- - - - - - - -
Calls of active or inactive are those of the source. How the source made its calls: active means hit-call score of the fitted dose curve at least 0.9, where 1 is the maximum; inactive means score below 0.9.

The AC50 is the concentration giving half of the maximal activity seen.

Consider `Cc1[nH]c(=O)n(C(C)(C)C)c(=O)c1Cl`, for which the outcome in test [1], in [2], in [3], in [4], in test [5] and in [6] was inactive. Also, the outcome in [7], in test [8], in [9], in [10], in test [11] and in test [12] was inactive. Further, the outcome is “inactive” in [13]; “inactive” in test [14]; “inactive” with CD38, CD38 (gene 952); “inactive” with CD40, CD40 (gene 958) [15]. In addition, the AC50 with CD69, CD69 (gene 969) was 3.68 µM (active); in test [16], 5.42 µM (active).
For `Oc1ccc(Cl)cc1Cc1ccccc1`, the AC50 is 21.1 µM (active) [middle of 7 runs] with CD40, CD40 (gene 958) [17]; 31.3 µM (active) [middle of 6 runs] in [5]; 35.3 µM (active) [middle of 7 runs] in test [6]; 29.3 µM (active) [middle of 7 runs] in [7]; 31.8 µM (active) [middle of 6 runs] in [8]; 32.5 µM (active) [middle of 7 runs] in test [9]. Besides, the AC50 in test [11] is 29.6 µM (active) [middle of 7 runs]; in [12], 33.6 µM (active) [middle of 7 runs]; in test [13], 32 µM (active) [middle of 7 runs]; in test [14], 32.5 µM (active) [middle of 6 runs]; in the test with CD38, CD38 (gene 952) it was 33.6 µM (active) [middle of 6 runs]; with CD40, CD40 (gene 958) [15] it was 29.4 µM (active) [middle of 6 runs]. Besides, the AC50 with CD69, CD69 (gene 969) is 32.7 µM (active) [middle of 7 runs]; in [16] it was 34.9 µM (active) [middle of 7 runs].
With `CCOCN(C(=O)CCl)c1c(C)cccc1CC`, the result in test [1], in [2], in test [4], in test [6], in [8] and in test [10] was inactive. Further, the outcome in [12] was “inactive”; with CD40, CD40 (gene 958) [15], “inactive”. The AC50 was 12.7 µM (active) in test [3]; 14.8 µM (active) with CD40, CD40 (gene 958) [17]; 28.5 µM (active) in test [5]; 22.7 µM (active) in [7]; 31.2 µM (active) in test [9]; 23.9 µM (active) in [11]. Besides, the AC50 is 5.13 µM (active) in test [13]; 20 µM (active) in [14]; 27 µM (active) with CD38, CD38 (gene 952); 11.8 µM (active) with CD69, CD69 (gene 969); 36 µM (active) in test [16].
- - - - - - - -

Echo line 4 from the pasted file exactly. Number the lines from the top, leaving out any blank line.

For `Oc1ccc(Cl)cc1Cc1ccccc1`, the AC50 is 21.1 µM (active) [middle of 7 runs] with CD40, CD40 (gene 958) [17]; 31.3 µM (active) [middle of 6 runs] in [5]; 35.3 µM (active) [middle of 7 runs] in test [6]; 29.3 µM (active) [middle of 7 runs] in [7]; 31.8 µM (active) [middle of 6 runs] in [8]; 32.5 µM (active) [middle of 7 runs] in test [9]. Besides, the AC50 in test [11] is 29.6 µM (active) [middle of 7 runs]; in [12], 33.6 µM (active) [middle of 7 runs]; in test [13], 32 µM (active) [middle of 7 runs]; in test [14], 32.5 µM (active) [middle of 6 runs]; in the test with CD38, CD38 (gene 952) it was 33.6 µM (active) [middle of 6 runs]; with CD40, CD40 (gene 958) [15] it was 29.4 µM (active) [middle of 6 runs]. Besides, the AC50 with CD69, CD69 (gene 969) is 32.7 µM (active) [middle of 7 runs]; in [16] it was 34.9 µM (active) [middle of 7 runs].